What Could the Tax Reform Mean for the Manufacturing Industry?
For the first time in 31 years, Congress passed a new tax reform bill, bringing changes for individuals as well as those in nearly every industry. On the business side, one of the biggest differences it brings is corporate tax cuts. A reduction in taxes from 35% to 21% under the new terms allows business leaders to spend less on taxes and retain more capital for investments or to spread to employees. What could these sweeping changes mean for manufacturers?
Manufacturing is an enormous industry and, consequently, will likely be greatly affected. One of the most important parts of this significant change, according to industry insiders, will be new equipment write-offs. In short, this requires company leaders to deduct the price of any new equipment purchased that same year. They previously deducted these expenses over several years. This aspect of the new tax law reaches beyond 2018. In fact, those who purchase new equipment will be able to write off the full amount the same year as their purchases through 2023. These savings could lead to more orders due to the increased ability for manufacturers to boost production with up-to-date equipment.
To cope with these potential changes in demand, savvy company leaders are working to maximize product uptime, capitalize on IoT data, and invest in human capital to speed up production cycles. According to the RealClearPolitics article, in other companies, these changes are encouraging leaders to spend more on facilities in addition to their equipment. Some could even expand their businesses, welcome more employees, and improve wages.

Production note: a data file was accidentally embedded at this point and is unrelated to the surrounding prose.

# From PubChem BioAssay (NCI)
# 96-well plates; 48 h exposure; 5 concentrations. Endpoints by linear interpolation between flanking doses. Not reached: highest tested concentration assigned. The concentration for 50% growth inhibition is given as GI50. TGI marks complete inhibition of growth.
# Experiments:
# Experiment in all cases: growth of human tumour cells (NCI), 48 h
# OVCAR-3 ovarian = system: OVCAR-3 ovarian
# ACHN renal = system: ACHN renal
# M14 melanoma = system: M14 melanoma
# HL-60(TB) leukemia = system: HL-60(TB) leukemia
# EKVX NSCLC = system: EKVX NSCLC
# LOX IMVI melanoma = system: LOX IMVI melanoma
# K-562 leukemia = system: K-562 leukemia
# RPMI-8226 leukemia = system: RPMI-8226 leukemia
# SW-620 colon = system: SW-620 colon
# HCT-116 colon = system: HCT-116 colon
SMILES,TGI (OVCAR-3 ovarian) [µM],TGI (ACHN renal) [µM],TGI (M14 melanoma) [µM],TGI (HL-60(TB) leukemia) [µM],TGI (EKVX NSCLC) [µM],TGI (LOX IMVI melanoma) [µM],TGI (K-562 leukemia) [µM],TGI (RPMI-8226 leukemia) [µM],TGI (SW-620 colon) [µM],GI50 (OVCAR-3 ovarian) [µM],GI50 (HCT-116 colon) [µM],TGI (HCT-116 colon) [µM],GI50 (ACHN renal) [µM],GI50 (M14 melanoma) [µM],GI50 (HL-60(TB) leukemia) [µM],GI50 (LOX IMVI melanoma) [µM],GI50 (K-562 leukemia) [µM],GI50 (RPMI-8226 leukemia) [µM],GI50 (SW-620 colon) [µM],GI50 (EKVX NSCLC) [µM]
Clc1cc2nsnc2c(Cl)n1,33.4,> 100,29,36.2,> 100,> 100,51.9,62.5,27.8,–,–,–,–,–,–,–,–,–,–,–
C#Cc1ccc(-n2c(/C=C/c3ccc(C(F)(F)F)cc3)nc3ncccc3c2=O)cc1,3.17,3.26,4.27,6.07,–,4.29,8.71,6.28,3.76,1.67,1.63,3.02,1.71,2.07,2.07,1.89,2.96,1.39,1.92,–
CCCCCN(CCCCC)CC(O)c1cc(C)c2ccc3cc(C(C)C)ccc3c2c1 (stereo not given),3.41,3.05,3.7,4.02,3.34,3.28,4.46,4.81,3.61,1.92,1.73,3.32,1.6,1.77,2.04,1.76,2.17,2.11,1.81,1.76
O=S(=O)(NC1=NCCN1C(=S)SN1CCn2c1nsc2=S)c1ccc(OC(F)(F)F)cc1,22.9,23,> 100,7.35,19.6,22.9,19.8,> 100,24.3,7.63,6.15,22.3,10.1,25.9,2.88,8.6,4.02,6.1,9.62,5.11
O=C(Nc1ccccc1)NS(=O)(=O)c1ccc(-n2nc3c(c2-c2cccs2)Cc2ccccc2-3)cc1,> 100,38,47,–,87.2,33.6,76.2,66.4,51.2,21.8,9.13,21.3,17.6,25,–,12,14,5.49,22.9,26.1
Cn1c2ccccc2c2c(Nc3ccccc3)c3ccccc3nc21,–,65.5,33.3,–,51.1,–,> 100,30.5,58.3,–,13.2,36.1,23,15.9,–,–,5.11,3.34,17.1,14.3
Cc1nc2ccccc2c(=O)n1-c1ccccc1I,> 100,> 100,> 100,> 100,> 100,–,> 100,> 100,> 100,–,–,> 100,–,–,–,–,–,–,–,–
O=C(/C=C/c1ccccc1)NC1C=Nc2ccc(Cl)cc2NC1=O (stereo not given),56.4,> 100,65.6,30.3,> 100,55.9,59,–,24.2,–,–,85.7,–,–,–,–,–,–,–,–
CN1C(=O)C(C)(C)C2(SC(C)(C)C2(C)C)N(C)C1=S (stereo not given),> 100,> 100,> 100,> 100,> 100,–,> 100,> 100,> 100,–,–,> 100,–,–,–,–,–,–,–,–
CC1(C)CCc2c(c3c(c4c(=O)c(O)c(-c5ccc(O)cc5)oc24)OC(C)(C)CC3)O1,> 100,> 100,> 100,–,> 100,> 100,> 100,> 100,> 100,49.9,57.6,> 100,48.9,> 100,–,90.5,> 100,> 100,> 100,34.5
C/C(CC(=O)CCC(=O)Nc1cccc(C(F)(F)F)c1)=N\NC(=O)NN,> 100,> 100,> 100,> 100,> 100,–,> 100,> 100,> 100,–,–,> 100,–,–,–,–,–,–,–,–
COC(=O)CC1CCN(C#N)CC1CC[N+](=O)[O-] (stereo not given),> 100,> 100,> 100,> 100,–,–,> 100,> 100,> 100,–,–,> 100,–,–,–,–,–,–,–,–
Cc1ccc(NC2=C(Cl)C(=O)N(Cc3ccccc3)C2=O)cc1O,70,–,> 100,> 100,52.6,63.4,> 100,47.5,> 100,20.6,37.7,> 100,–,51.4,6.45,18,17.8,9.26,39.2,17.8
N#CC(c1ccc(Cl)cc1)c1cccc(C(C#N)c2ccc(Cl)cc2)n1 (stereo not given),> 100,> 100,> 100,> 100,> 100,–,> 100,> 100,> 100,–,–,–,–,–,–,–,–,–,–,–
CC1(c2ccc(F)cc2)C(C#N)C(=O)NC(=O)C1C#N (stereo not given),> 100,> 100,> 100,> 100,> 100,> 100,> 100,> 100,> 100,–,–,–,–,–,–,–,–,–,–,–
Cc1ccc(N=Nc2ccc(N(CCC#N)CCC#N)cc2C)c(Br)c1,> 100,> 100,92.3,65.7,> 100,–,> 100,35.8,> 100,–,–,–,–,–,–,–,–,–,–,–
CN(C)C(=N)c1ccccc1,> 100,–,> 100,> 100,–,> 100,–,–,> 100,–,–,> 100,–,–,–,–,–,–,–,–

While these prospects are beneficial for workers, tax reform effects go further than impacting manufacturers on the plant floor. Those in management positions will be responsible for driving efforts to maximize tax reform benefits, which could include:
- Increased production due to higher demand
- More company capital to spend or invest due to the 14% reduction in the corporate tax rate
- The need to hire more workers or raise wages for retention due to the combined skills shortage and increased demand
- Incentives to return manufacturing investment to the United States, giving American manufacturers more competitive edge in the global economy
- Incentives to invest in states with low costs of living or low taxes, extending these benefits to employees
Although corporate tax breaks may increase the likelihood for global economic competition, the incentive for U.S. company leaders to invest in corporations overseas is likely low. In fact, the tax reform makes America an attractive place for manufacturers to continue doing business with plenty of new options to increase their bottom lines.